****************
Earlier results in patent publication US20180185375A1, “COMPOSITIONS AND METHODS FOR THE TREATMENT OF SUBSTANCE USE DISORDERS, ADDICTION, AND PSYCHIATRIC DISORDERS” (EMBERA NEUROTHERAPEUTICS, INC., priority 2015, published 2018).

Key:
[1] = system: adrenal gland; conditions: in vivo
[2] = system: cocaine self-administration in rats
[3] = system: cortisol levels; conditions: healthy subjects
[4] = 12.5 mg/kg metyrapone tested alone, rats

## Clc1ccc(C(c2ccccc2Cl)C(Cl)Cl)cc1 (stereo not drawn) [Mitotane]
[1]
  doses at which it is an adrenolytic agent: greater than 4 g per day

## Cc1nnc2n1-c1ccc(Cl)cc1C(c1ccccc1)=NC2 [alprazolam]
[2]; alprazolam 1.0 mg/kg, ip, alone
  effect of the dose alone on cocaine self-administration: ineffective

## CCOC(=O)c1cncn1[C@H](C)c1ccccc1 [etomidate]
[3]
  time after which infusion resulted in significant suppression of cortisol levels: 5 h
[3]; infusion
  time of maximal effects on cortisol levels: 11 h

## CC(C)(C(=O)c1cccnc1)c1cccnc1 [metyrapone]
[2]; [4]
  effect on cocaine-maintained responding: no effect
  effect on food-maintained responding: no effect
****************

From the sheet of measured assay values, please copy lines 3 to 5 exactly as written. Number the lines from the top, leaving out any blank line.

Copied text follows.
[1] = system: adrenal gland; conditions: in vivo
[2] = system: cocaine self-administration in rats
[3] = system: cortisol levels; conditions: healthy subjects